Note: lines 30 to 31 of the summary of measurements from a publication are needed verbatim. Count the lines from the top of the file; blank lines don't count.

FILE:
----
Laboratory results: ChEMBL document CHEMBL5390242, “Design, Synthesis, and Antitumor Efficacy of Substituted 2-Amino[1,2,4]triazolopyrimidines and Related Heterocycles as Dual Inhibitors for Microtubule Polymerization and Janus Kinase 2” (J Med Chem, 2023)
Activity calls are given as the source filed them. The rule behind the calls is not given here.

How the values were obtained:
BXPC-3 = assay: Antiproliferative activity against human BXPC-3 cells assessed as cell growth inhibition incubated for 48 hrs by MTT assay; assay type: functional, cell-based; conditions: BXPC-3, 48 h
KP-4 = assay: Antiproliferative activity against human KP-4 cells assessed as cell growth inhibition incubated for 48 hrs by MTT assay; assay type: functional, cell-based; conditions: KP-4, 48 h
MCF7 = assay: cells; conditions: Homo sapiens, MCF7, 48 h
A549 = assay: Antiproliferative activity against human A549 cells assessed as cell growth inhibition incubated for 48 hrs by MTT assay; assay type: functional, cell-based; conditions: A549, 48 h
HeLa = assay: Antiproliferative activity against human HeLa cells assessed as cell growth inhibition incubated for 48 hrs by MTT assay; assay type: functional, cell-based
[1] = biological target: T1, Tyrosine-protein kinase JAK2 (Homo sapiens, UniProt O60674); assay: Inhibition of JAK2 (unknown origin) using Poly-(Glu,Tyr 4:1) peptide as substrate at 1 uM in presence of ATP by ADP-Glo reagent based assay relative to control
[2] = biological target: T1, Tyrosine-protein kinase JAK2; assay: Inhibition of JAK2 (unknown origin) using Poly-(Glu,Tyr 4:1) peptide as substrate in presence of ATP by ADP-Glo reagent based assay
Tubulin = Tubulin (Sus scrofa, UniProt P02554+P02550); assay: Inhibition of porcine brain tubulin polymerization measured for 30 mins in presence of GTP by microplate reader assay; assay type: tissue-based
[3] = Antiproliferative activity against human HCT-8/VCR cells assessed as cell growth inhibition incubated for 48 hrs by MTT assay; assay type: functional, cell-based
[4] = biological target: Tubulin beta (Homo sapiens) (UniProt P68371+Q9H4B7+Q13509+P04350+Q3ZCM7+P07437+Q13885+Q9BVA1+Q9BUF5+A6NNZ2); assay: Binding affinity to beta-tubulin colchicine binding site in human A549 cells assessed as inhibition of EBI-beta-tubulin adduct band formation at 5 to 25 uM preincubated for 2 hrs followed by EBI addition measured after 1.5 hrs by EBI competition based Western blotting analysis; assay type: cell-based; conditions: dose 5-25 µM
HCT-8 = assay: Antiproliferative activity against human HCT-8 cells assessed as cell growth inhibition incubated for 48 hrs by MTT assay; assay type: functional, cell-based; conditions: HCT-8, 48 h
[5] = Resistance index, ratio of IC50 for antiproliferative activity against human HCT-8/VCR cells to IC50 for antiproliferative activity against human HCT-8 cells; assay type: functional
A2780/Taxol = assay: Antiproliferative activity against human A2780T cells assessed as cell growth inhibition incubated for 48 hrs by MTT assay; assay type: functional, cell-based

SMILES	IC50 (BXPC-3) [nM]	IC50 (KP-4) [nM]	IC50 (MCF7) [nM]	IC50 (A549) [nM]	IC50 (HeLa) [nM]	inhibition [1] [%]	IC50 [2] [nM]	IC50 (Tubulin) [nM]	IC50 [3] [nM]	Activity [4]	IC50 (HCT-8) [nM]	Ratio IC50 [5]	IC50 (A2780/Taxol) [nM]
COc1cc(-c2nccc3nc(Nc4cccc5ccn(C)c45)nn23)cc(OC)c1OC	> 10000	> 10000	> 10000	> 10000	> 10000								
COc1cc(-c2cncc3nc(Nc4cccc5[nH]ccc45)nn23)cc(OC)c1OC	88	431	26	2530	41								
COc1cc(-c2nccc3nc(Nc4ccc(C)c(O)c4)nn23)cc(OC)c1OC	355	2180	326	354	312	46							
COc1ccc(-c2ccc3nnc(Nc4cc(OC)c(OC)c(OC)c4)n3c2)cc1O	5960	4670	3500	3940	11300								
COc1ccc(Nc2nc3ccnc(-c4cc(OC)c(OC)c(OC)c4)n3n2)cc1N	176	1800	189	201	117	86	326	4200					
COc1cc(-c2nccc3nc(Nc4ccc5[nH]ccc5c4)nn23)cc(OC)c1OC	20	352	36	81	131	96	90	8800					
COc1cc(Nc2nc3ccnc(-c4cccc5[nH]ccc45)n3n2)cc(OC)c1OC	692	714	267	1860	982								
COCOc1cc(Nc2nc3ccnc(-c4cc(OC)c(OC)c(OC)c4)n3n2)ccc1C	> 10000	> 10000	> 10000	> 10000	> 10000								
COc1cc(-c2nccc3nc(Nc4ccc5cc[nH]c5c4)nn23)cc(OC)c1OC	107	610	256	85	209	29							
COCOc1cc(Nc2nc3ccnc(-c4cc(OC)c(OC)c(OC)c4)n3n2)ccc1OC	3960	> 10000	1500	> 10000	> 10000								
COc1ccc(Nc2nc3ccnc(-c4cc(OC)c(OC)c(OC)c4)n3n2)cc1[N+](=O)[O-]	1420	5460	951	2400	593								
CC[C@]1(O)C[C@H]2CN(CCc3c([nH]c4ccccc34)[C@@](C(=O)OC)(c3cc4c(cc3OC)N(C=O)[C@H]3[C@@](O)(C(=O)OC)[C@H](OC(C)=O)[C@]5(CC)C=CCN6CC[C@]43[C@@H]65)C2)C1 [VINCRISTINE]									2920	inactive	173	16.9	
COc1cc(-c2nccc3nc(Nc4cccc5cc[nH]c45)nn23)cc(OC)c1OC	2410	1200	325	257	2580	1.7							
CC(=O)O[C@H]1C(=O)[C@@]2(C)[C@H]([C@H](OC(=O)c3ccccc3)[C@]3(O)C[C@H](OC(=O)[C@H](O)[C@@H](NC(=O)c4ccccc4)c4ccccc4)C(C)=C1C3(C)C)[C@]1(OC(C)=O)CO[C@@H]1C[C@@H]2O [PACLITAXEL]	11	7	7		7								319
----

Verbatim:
COc1cc(-c2nccc3nc(Nc4cccc5cc[nH]c45)nn23)cc(OC)c1OC	2410	1200	325	257	2580	1.7							
CC(=O)O[C@H]1C(=O)[C@@]2(C)[C@H]([C@H](OC(=O)c3ccccc3)[C@]3(O)C[C@H](OC(=O)[C@H](O)[C@@H](NC(=O)c4ccccc4)c4ccccc4)C(C)=C1C3(C)C)[C@]1(OC(C)=O)CO[C@@H]1C[C@@H]2O [PACLITAXEL]	11	7	7		7								319